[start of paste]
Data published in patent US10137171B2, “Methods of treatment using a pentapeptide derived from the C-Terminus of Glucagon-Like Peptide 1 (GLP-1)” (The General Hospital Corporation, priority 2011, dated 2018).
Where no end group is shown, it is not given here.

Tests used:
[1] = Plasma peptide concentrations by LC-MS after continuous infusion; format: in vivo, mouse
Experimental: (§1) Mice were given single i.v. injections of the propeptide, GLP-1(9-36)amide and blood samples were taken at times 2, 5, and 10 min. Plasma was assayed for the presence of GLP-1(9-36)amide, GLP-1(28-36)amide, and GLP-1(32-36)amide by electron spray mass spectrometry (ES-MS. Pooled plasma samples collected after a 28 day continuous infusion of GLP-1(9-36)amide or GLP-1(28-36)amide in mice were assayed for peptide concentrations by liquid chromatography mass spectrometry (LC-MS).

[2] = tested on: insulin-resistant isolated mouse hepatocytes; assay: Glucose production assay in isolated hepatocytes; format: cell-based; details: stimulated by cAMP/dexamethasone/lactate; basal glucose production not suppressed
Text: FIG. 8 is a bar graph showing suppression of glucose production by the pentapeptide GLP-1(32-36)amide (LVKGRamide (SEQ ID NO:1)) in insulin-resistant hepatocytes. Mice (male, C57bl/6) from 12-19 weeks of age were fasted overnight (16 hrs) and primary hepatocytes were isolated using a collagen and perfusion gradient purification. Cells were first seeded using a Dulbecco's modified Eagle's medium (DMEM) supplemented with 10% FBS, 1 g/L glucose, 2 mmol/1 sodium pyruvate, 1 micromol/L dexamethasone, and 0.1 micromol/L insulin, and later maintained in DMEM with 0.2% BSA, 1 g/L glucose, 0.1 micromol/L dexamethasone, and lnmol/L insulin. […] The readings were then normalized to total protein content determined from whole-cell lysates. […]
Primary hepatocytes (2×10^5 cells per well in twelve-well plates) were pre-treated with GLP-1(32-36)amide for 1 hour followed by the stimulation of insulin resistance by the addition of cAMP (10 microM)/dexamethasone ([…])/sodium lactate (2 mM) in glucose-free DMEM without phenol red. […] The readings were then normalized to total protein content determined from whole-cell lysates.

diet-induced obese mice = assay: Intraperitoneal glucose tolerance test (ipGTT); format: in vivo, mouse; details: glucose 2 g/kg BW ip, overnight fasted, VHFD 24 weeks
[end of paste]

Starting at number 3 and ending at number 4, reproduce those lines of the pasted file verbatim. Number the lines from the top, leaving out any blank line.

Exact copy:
Tests used:
[1] = Plasma peptide concentrations by LC-MS after continuous infusion; format: in vivo, mouse